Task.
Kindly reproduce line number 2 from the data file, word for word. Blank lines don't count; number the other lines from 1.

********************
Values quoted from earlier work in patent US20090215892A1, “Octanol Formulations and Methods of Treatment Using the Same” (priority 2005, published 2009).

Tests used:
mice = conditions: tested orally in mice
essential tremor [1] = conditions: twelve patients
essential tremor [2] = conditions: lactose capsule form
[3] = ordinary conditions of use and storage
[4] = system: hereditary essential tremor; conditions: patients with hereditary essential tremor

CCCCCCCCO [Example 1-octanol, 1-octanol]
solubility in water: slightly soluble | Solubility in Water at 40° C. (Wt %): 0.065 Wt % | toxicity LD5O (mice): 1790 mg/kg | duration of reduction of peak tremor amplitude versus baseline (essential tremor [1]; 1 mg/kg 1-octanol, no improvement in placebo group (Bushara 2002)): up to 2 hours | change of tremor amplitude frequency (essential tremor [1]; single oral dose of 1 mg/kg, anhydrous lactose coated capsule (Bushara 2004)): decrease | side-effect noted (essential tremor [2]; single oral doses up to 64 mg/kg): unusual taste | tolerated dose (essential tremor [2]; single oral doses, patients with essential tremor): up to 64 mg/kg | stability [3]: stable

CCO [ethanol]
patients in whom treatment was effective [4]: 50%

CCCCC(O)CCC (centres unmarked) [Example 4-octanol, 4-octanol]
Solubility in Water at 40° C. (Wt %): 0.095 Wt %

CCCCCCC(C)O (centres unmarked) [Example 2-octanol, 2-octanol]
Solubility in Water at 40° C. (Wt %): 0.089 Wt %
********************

Tests used: